The Dom Post reports:
Prospective teachers could skip specialist university training and be fast-tracked into the classroom under a plan to cope with an ageing workforce.
Under the scheme, anyone who already has a master’s degree could bypass teacher’s college and learn on the job.
The suggestion follows a high-level meeting between Education Minister Anne Tolley and controversial United States schools leader Michelle Rhee.
Controversial is often applied by the media as a label for someone with views that journalists disagree with. It is a way of saying “Do not listen to this person”.
So before we look at what Rhee said, who is she. Is she some sort of academic whose has controversial theories never actually trialled?
Michelle Rhee is a 39 year old Korean-American who is the Chancellor of the DC Public Schools system. She is also the founder of The New Teacher Project that has recruited 10,000 teachers in the last ten years.
As Chancellor she is responsible for 168 schools, with around 58,000 students. 84% of her students are black.
So this “controversial” woman is in charge of the public schools of one of the poorest areas in America, and in an overwhelmingly Democratic area.
So what does she recommend:
The Washington DC schools chancellor has caused debate with proposals to give star teachers huge pay rises, fire ineffective ones and introduce a voucher system that gives pupils from low-income families thousands of dollars to attend private schools.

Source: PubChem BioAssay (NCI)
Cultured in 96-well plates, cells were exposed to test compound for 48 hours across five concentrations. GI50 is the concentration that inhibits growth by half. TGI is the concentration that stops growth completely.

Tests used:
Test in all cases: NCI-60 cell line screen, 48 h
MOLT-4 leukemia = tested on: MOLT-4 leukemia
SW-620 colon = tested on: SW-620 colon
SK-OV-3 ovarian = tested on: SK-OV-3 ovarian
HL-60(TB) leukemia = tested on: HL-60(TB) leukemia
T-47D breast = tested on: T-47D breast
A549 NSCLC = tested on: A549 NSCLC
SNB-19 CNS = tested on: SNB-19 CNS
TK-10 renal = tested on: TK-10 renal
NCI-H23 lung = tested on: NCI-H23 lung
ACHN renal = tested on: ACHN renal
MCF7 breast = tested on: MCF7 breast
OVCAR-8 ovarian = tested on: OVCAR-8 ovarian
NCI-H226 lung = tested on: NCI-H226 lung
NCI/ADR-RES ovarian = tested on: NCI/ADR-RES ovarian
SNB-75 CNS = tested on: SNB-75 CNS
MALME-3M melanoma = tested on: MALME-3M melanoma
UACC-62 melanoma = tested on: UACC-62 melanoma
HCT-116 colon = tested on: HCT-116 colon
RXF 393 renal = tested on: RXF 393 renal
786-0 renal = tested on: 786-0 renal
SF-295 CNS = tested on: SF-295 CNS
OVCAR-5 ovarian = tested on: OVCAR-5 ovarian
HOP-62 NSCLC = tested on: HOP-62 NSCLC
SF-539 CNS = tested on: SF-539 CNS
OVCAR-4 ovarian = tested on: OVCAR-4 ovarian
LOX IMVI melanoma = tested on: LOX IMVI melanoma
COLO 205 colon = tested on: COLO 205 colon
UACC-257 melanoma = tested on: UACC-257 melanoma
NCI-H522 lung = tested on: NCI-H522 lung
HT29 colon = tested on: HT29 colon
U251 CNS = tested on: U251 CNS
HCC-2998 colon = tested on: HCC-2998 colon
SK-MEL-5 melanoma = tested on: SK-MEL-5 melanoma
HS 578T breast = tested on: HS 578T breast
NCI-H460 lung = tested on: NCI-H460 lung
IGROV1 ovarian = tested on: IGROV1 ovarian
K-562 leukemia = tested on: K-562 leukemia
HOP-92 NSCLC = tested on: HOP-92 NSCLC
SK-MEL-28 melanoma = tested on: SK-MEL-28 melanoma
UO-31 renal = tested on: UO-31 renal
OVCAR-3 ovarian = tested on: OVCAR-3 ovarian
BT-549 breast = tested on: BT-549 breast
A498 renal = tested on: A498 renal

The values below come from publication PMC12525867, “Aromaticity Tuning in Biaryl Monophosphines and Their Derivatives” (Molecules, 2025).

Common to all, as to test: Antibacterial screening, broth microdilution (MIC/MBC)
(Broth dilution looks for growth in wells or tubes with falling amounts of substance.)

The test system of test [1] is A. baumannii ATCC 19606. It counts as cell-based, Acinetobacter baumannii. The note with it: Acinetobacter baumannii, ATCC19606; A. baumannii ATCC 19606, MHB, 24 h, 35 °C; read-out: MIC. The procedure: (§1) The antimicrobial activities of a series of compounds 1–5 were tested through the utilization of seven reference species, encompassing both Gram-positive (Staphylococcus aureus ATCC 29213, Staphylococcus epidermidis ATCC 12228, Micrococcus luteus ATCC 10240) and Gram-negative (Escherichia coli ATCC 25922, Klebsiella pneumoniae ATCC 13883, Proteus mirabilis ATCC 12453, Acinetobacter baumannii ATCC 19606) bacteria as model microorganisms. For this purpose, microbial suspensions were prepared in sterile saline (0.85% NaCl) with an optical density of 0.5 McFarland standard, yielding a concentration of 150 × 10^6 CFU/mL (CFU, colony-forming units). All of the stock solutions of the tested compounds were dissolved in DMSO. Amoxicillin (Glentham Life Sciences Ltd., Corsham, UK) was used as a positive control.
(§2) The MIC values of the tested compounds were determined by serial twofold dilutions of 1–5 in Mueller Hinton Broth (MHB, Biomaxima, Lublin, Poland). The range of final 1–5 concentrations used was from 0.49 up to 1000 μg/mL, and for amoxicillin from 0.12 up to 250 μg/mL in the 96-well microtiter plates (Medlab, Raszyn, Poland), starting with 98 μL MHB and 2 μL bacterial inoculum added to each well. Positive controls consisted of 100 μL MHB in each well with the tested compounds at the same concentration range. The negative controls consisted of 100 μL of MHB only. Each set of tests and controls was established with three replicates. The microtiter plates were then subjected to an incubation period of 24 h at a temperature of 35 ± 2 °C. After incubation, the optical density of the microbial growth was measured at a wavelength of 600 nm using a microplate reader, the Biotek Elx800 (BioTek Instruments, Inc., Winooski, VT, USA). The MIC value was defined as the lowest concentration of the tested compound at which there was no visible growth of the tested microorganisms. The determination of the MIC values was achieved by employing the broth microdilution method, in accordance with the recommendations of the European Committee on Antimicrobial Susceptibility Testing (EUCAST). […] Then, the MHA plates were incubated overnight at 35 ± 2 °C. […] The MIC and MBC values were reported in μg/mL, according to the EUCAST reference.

That sounds pretty good to me I have to say. The article actually has it wrong thought. She did not introduce the voucher system A voucher system for 1,900 low income families has been operating since 2004 (before she was appointed). She just does not oppose it.
Does she see it as undermining public education?
The five-year pilot program is up for renewal next year, but Ms. Rhee doesn’t see school choice as a threat to her mission in the public schools. She shakes her head. “I would never, as long as I am in this role, do anything to limit another parent’s ability to make a choice for their child. Ever.” Instead, she sees the competition presented by school choice and charter schools as part of the process of raising standards in the public school system at large. “We have an excellent choice dynamic for parents here… I’m a huge proponent of choice…” People have tried to get her to commit to a ratio of public schools to charter schools. Ms. Rhee won’t play that game. “I don’t enter this with defensiveness, about protecting [D.C. public schools'] share of the market. I believe we should proliferate what’s working and close down what’s not. Period
She doesn’t say that vouchers are the remedy for repairing public schools, she just says that choice is good and the answer to failing public schools is to close down the bad ones, and pay great teachers heaps more money.
I’ll be delighted if Anne Tolley moves in this direction. I’ll also be very surprised.Tags: Anne Tolley, Education, Michelle Rhee, vouchers